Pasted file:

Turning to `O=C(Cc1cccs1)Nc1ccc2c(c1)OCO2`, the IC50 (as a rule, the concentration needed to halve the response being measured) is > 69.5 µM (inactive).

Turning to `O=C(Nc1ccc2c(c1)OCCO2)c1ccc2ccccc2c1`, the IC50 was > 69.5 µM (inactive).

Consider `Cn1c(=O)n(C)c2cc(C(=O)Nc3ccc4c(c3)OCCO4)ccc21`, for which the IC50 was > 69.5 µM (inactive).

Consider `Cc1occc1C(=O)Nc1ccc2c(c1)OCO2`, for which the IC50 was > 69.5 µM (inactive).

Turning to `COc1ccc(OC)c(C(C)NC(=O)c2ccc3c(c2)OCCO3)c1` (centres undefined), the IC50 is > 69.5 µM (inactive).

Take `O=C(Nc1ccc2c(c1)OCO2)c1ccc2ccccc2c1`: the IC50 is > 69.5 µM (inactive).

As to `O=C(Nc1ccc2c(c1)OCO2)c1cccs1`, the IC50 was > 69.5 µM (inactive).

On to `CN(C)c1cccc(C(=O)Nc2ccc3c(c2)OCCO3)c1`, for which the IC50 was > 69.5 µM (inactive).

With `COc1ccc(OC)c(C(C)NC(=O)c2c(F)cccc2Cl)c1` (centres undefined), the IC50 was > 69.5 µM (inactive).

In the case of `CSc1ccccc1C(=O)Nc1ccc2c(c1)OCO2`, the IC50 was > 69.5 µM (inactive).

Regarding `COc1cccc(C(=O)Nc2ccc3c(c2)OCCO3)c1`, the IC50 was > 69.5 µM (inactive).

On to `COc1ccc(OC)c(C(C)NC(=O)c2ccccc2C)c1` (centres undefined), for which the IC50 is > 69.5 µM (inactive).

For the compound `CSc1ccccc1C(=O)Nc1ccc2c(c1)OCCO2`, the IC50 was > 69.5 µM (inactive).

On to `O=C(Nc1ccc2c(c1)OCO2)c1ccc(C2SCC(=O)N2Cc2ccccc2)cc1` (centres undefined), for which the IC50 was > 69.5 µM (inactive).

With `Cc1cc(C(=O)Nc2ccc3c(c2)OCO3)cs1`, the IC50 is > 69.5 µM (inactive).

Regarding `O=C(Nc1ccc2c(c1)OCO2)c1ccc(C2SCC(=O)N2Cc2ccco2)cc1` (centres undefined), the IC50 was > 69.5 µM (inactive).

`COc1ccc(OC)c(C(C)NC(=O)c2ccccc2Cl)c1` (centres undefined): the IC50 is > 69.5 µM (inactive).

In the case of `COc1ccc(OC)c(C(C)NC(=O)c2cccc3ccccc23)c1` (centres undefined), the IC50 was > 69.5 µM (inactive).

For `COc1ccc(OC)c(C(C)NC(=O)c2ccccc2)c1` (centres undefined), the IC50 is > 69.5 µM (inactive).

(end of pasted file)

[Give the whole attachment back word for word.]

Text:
Turning to `O=C(Cc1cccs1)Nc1ccc2c(c1)OCO2`, the IC50 (as a rule, the concentration needed to halve the response being measured) is > 69.5 µM (inactive).

Turning to `O=C(Nc1ccc2c(c1)OCCO2)c1ccc2ccccc2c1`, the IC50 was > 69.5 µM (inactive).

Consider `Cn1c(=O)n(C)c2cc(C(=O)Nc3ccc4c(c3)OCCO4)ccc21`, for which the IC50 was > 69.5 µM (inactive).

Consider `Cc1occc1C(=O)Nc1ccc2c(c1)OCO2`, for which the IC50 was > 69.5 µM (inactive).

Turning to `COc1ccc(OC)c(C(C)NC(=O)c2ccc3c(c2)OCCO3)c1` (centres undefined), the IC50 is > 69.5 µM (inactive).

Take `O=C(Nc1ccc2c(c1)OCO2)c1ccc2ccccc2c1`: the IC50 is > 69.5 µM (inactive).

As to `O=C(Nc1ccc2c(c1)OCO2)c1cccs1`, the IC50 was > 69.5 µM (inactive).

On to `CN(C)c1cccc(C(=O)Nc2ccc3c(c2)OCCO3)c1`, for which the IC50 was > 69.5 µM (inactive).

With `COc1ccc(OC)c(C(C)NC(=O)c2c(F)cccc2Cl)c1` (centres undefined), the IC50 was > 69.5 µM (inactive).

In the case of `CSc1ccccc1C(=O)Nc1ccc2c(c1)OCO2`, the IC50 was > 69.5 µM (inactive).

Regarding `COc1cccc(C(=O)Nc2ccc3c(c2)OCCO3)c1`, the IC50 was > 69.5 µM (inactive).

On to `COc1ccc(OC)c(C(C)NC(=O)c2ccccc2C)c1` (centres undefined), for which the IC50 is > 69.5 µM (inactive).

For the compound `CSc1ccccc1C(=O)Nc1ccc2c(c1)OCCO2`, the IC50 was > 69.5 µM (inactive).

On to `O=C(Nc1ccc2c(c1)OCO2)c1ccc(C2SCC(=O)N2Cc2ccccc2)cc1` (centres undefined), for which the IC50 was > 69.5 µM (inactive).

With `Cc1cc(C(=O)Nc2ccc3c(c2)OCO3)cs1`, the IC50 is > 69.5 µM (inactive).

Regarding `O=C(Nc1ccc2c(c1)OCO2)c1ccc(C2SCC(=O)N2Cc2ccco2)cc1` (centres undefined), the IC50 was > 69.5 µM (inactive).

`COc1ccc(OC)c(C(C)NC(=O)c2ccccc2Cl)c1` (centres undefined): the IC50 is > 69.5 µM (inactive).

In the case of `COc1ccc(OC)c(C(C)NC(=O)c2cccc3ccccc23)c1` (centres undefined), the IC50 was > 69.5 µM (inactive).

For `COc1ccc(OC)c(C(C)NC(=O)c2ccccc2)c1` (centres undefined), the IC50 is > 69.5 µM (inactive).